I've read only one of his picks; it's a slender book that everyone should read:
Another title Weintraub recommends:
Based on interviews with six atomic-bomb survivors, Hiroshima relates, with passionate dispassion, their experiences on the morning of the blast and its grim aftermath. (The account was first published in August 1946, when it filled an entire issue of the New Yorker.) Hersey offers no personal conclusions--he lets the victims do that, and their thoughts range from pain and anger and indifference to a concession that the Bomb "ended the bloodshed." Immensely moving in its flat tone, which belies its immediacy, Hiroshima may be the most unforgettable work of journalism in the 20th century.
Click here to read Weintraub's other three picks.
Baa Baa Black Sheep by Gregory Boyington (Putnam, 1958)
Marine Fighting Squadron 214 was known as the "Black Sheep" because it had been cobbled together from replacement pilots by the pugnacious Gregory "Pappy" Boyington. The rag-tag but deadly squadron lost its colorful leader--a drinker and brawler on the ground, an ace in the air--when Boyington was shot down in early 1944 in the South Pacific. Captured by the Japanese and badly injured, he somehow survived 20 months of prison-camp brutality. For a decade after the war, the Medal of Honor winner lived on beer, bombast and brag. But then he produced Baa Baa Black Sheep. Based on records of his missions, embellished and cocky in some places, ruefully self-deprecating in others, the book tells a story that might not be as it really was but is as it should have been.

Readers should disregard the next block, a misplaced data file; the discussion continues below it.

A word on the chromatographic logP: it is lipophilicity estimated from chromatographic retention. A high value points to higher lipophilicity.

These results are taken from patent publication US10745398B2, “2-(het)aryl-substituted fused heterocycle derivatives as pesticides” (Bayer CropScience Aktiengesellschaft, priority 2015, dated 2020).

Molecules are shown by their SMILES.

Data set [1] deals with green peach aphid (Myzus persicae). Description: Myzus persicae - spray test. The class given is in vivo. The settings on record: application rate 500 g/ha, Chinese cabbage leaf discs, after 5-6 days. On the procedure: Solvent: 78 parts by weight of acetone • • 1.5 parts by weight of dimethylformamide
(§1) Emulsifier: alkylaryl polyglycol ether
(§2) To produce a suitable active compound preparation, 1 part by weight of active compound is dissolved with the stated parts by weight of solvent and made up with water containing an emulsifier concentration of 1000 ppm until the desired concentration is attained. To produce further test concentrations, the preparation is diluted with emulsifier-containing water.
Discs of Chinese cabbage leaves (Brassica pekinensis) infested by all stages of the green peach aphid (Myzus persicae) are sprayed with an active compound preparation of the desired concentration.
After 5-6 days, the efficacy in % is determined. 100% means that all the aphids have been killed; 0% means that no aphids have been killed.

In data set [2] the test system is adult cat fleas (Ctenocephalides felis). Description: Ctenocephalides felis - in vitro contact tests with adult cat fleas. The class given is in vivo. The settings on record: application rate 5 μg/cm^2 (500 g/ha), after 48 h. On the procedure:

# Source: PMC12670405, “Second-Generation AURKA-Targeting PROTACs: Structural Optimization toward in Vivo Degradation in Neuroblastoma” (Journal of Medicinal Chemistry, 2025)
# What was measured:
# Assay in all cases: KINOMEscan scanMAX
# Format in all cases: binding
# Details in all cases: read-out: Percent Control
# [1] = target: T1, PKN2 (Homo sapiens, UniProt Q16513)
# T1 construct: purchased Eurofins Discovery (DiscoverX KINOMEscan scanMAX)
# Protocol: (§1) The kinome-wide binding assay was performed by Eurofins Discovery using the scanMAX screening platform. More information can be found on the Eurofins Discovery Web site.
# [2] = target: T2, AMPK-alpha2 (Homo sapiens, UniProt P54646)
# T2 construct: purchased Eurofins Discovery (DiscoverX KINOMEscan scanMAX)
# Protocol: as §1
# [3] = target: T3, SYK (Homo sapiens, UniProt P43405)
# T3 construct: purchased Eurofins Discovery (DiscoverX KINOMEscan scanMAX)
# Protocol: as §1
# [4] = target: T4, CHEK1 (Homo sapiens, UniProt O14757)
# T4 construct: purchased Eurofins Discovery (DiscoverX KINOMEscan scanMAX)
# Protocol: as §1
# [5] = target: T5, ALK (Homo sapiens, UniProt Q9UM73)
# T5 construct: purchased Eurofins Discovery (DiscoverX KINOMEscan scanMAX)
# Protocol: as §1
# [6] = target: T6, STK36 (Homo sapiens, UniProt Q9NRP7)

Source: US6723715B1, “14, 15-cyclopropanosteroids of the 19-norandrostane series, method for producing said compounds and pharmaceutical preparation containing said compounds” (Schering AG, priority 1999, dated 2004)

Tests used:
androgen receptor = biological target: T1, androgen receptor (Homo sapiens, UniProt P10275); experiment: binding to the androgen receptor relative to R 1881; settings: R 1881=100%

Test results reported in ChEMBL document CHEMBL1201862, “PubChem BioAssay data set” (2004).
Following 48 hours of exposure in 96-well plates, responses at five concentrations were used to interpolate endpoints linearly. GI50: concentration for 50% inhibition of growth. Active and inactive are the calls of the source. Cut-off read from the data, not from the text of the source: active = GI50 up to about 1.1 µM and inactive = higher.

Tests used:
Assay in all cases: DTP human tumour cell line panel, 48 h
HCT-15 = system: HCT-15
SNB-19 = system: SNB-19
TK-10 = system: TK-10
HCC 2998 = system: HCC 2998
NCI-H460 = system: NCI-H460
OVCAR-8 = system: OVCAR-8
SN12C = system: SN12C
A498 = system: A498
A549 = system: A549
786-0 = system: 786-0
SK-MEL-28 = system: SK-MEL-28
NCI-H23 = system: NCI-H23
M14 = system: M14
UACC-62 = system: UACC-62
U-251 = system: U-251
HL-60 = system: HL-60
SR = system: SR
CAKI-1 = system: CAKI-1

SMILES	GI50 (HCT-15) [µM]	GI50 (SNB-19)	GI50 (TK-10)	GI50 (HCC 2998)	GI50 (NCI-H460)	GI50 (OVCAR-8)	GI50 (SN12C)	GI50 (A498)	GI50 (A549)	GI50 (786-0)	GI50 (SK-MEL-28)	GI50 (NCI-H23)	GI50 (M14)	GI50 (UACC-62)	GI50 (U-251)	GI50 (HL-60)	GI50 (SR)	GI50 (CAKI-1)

Other war-related posts here on the blog include:
Robert Stone's choice of great contemporary war novels
James Webb's favorite books on the military
Michael O'Hanlon's review of Thomas Rick's Fiasco
Five top books on Gettysburg
Books on 20th century wars